It was December 13, 2020, and the country was feeling a little upside down even by the unhinged standard of the era. Just a little over a month after 51.4 percent of voters clinched the election for Joe Biden and Kamala Harris, the U.S. was gripped in the throes of a President who refused to concede, spinning baseless conspiracy theories online about how the election had been rigged against him.
That’s all more or less business as usual for the Trump Administration. Even President Donald Trump’s most arduous defenders had to admit that his Twitter presence was a liability for his effectiveness. But this latest drama brought with it an astonishing display in Washington D.C., with protestors from all over the country gathering for a “Stop the Steal” rally, boosting Trump’s claims with a lot of weirdly religious rhetoric. Notable evangelical leaders like conservative radio host Eric Metaxas were on hand to help protestors march “with prayers for the walls of corruption and election fraud to fall down.” Trump was heralded as a messianic figure and Metaxas even blew a red, white and blue shofar in a strikingly on-the-nose display of Christian nationalism. It was a lot.
Into all this came Beth Moore, the 63-year-old Texas author and preacher whose Living Proof Ministries became notable in the 90s for providing women with winsome, Bible-based life advice. She was a big deal, relatively speaking, though her career tended to get the sort of patronizing head pats reserved for women in ministry that distinguishes it from more “serious” men’s ministry outfits. In front of the backdrop of the “Stop the Steal” insanity, Moore took to Twitter with a short thread of tweets.
“I do not believe these are days for mincing words,” she tweeted. “I’m 63 1/2 years old and I have never seen anything in these United States of America I found more astonishingly seductive and dangerous to the saints of God than Trumpism. This Christian nationalism is not of God. Move back from it.”
“Fellow leaders, we will be held responsible for remaining passive in this day of seduction to save our own skin while the saints we’ve been entrusted to serve are being seduced, manipulated, USED and stirred up into a lather of zeal devoid of the Holy Spirit for political gain,” she continued. “And, God help us, we don’t turn from Trumpism to Bidenism. We do not worship flesh and blood. We do not place our faith in mortals. We are the church of the living God. We can’t sanctify idolatry by labeling a leader our Cyrus. We need no Cyrus. We have a king. His name is Jesus.”
The tweets set off a firestorm across the internet and beyond, sending Moore’s name to the top of Twitter’s trending charts and sparking off conversations around cable news about just who this Moore woman was. MSNBC hosts dissected her message. Critics harrumphed in her direction online. Actor and comedian Tom Arnold actually jumped into her replies to ask Moore to marry him. It was an internet moment that spoke to just how desperate much of America was for someone to say something sensible.
For many, Moore’s comments seemed out of nowhere — the sudden waking of a sleeping giant. But anyone who’s been paying attention to Moore’s career knew that such boldness isn’t exactly a new look for her. In 2017, in a conversation with RELEVANT, Moore was candid about her outspokenness and what it’d cost her.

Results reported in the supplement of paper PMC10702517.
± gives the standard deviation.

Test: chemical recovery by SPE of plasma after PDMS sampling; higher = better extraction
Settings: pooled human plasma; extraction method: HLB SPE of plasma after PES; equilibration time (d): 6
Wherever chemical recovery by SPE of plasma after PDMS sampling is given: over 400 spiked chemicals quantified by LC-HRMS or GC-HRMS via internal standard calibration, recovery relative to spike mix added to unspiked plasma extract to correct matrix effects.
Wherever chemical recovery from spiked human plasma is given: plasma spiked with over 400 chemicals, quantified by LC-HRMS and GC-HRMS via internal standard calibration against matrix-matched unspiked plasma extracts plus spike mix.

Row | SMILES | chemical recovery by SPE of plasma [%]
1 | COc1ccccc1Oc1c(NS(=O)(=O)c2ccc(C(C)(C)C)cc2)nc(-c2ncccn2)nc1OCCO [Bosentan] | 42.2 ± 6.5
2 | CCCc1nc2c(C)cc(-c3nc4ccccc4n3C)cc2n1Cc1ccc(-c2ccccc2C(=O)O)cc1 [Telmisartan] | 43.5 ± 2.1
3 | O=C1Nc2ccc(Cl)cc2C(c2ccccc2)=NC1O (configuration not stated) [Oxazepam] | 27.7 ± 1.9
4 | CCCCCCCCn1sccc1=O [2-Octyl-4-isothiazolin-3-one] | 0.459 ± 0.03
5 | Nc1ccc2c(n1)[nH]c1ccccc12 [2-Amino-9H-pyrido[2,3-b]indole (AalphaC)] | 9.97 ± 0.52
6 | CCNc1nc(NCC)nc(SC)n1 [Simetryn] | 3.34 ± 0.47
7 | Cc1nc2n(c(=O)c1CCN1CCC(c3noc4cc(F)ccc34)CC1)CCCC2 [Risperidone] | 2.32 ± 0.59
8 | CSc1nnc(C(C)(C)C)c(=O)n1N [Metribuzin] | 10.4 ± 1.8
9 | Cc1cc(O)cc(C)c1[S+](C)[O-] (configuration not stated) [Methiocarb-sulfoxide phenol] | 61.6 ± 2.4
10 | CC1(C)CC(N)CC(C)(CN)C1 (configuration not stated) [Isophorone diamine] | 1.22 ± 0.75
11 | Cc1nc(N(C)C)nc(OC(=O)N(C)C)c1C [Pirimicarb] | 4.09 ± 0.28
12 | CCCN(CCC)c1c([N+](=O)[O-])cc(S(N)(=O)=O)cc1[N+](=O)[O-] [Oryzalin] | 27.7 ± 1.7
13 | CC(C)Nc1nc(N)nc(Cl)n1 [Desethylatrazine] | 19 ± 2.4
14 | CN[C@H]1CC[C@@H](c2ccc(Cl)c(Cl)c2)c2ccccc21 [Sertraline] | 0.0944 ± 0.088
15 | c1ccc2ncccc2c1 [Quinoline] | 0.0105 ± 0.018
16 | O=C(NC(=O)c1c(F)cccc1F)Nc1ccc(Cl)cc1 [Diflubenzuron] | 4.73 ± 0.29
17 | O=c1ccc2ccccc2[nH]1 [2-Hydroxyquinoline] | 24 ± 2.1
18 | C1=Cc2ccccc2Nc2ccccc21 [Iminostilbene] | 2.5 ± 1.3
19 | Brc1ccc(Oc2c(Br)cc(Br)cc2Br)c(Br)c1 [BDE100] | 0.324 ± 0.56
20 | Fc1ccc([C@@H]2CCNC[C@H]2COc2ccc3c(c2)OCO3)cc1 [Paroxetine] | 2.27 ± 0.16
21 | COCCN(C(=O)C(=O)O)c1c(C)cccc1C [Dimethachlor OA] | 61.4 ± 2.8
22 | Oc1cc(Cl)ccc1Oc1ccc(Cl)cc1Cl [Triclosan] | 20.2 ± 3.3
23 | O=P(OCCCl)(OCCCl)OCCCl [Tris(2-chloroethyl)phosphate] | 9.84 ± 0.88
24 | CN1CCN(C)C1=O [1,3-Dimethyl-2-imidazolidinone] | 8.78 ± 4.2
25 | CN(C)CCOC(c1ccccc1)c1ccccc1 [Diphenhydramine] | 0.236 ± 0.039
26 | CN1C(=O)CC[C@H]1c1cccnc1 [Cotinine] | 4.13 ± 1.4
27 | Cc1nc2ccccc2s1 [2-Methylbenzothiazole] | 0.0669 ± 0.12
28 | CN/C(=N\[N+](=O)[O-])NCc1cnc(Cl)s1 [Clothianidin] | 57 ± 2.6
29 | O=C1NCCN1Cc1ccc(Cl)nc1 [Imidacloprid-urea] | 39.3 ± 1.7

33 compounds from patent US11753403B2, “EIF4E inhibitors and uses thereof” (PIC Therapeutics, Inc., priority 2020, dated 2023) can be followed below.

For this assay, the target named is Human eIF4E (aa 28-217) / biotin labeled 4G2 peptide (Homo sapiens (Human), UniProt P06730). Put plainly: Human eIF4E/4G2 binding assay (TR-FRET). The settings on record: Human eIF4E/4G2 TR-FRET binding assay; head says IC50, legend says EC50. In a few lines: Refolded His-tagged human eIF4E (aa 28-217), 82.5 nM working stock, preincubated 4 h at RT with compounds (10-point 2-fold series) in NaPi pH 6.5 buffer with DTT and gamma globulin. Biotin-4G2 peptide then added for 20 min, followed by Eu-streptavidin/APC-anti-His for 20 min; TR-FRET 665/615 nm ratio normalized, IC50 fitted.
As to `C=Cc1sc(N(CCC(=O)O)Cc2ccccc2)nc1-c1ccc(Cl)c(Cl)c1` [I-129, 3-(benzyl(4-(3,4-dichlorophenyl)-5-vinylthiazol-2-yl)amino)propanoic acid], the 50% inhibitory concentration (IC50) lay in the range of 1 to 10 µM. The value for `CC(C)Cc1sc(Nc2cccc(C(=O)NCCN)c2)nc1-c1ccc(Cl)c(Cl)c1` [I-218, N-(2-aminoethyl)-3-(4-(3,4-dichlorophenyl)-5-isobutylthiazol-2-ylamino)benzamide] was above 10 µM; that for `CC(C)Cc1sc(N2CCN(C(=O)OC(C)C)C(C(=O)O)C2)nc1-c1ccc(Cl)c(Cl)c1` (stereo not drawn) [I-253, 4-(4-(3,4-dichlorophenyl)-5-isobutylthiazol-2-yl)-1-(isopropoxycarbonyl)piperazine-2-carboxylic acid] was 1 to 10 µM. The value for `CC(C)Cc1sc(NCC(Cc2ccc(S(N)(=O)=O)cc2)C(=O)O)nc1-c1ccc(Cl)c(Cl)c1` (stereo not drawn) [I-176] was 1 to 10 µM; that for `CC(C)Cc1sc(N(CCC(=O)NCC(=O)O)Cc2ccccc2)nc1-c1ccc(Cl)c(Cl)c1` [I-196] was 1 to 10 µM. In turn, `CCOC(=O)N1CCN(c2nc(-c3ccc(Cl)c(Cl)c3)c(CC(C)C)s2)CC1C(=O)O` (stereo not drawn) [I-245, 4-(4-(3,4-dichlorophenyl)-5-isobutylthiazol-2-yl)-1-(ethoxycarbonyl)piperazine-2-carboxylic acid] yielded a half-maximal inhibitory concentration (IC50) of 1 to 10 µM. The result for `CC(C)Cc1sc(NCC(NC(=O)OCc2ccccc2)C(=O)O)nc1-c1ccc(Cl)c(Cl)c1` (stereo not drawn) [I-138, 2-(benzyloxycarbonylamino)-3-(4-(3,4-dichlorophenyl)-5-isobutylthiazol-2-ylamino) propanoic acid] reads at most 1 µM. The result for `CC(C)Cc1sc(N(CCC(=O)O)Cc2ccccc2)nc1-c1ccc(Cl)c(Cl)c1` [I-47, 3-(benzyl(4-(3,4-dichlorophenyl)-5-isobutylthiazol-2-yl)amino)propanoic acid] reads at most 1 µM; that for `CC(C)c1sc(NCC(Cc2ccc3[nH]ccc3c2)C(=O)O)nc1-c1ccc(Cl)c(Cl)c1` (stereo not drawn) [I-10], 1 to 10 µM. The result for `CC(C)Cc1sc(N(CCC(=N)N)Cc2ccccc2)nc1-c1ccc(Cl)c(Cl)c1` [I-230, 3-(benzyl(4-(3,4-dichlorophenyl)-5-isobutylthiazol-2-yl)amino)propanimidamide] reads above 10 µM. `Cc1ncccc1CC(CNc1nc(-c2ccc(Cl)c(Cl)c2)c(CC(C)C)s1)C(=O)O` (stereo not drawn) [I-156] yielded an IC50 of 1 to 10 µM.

“The reason I got more vocal was because of the overlap with the witness of the Church and the witness of Christianity,” she said. “Our care with the name of Christ. The message being preached loudly to the world about our values and what we were willing to compromise to get what we wanted. I just found it deeply disturbing: our tolerance for wrong to get what we think is right.”
Moore did not, at that time, mention Trump by name. Even December’s Twitter thread that turned things upside down was careful enough to call out “Trumpism” instead of the President himself. Instead, Moore is minding her own community of evangelicals, creating space for a new generation of younger Christians who did not share their parents’ and grandparents’ spiritual enthusiasm for Trump.
“What I spoke out about was what I found so disturbing coming from my own world. I felt personally about it,” Moore told RELEVANT. “This is the evangelical world that I’ve been part of all of my life and served for 40 out of 60 of my years. I’ve never thought that world was perfect, no more perfect than I was or any other individual that was in it. But I would have believed that generally speaking, it was true. What we appeared to be was what we, to a large extent, were. I think that what hit me with such concern over these last 18 months was that I felt that its most public witness in politics — not all but in some very, very influential areas of evangelical leadership — I felt like the public witness of it seemed to be dishonest. I know that’s saying a lot. It seemed to me that the candidacy was not represented as a quandary. It was represented as a long-awaited victory.”
While many of Moore’s religious generational peers disagree with her, younger Christians find her message refreshing. 80 percent of white evangelicals 45 years old and up approved of Trump, compared to just six in 10 younger white evangelicals. If you break it down by enthusiasm, the numbers get even more stark. Just one quarter of young white evangelicals had “very favorable” feelings about Trump, compared to 55 percent of older white evangelicals. Meanwhile, Trump’s favorability among large non-white Christian groups like Black Protestants and Hispanic Catholics has rarely climbed above single digits.